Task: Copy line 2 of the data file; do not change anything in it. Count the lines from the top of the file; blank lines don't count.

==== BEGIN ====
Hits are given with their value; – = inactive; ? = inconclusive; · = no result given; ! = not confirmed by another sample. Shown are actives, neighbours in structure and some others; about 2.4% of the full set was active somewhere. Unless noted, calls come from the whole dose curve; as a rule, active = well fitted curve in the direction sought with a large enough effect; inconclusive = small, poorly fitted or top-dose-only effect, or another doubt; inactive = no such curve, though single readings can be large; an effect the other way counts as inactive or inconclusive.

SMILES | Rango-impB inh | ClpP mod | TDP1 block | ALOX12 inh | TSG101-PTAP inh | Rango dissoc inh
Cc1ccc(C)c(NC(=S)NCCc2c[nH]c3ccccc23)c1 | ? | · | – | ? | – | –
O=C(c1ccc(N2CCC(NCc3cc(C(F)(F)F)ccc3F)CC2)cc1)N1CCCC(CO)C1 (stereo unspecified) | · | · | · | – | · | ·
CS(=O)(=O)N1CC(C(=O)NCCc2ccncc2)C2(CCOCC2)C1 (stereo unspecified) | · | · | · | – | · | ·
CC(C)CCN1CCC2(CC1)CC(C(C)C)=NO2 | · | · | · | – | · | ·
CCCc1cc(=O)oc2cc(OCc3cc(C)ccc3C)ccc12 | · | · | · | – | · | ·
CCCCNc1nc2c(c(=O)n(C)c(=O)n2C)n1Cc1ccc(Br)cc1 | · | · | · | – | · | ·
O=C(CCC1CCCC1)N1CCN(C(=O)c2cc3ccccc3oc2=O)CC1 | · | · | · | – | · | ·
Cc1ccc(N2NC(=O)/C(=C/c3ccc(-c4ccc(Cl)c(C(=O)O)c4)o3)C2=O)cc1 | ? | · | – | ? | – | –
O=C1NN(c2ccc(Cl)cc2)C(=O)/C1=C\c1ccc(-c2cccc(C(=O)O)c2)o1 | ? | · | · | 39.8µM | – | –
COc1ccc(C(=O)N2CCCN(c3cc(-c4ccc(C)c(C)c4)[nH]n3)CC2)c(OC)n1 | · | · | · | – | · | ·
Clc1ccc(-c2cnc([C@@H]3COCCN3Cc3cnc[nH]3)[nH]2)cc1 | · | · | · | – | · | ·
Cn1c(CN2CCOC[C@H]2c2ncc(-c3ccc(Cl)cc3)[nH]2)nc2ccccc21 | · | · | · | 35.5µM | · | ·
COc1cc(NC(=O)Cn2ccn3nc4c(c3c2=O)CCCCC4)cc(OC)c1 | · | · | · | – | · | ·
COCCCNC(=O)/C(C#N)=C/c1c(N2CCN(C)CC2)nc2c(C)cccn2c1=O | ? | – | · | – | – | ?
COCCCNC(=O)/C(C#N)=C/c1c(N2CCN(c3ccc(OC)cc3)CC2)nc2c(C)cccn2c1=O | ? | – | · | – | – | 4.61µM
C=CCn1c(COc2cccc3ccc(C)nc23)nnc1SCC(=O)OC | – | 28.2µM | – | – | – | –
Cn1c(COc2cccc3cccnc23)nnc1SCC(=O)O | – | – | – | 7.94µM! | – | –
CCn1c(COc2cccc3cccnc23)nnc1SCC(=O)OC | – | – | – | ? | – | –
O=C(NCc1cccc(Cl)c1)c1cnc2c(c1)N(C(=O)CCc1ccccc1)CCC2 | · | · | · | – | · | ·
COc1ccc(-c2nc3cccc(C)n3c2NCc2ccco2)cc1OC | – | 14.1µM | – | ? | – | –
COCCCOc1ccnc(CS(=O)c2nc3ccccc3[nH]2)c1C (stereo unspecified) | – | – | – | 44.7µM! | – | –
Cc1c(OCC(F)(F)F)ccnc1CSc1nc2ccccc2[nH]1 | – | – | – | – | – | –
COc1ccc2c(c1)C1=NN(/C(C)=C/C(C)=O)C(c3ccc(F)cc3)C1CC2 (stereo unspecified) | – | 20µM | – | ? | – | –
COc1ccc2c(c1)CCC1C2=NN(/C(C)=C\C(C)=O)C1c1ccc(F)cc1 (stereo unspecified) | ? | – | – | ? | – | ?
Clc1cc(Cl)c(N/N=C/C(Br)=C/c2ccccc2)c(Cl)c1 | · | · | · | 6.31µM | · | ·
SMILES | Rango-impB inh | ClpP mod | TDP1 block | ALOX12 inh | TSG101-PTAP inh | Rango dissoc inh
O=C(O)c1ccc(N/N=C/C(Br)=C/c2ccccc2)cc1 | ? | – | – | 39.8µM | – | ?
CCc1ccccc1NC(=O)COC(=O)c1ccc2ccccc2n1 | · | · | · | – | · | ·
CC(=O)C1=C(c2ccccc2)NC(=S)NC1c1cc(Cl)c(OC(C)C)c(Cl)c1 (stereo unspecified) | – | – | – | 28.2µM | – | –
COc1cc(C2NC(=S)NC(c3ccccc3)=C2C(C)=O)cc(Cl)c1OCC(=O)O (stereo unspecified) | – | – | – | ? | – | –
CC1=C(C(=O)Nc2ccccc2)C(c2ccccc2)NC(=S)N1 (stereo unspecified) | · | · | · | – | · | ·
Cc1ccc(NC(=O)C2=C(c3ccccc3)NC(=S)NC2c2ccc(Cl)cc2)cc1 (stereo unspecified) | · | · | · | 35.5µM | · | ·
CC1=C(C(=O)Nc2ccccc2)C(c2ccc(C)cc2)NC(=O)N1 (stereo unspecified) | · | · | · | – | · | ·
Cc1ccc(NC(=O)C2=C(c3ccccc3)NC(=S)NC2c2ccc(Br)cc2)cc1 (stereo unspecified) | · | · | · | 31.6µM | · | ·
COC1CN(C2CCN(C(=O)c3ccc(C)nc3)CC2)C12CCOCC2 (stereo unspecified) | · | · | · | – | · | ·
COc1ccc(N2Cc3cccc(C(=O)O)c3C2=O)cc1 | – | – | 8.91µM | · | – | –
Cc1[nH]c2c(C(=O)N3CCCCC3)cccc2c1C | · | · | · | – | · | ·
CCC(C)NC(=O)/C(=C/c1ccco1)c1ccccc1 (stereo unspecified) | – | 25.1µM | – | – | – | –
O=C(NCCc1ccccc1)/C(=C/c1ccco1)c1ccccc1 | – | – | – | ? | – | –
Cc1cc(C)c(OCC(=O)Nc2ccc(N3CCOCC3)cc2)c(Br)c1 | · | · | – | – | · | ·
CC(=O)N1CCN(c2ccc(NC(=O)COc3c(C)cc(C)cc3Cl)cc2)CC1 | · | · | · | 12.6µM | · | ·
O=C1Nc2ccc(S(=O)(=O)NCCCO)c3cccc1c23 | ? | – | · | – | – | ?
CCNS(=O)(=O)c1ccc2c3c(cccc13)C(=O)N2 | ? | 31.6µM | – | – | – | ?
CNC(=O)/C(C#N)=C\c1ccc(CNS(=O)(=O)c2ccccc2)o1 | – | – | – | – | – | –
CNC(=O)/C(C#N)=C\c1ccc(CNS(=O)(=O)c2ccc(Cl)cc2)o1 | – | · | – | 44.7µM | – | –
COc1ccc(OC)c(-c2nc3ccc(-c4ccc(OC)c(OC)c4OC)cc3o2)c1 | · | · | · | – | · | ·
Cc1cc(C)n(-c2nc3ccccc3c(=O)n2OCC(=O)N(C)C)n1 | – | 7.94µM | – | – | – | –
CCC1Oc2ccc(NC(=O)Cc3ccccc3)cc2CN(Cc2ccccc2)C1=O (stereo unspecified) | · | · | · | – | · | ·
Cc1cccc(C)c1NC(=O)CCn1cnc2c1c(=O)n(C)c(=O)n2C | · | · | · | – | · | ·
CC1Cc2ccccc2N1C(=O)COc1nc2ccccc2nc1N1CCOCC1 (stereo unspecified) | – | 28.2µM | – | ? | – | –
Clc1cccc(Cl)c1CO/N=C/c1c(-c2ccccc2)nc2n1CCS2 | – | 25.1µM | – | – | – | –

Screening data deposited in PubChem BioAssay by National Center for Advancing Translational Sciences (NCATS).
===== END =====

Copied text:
SMILES | Rango-impB inh | ClpP mod | TDP1 block | ALOX12 inh | TSG101-PTAP inh | Rango dissoc inh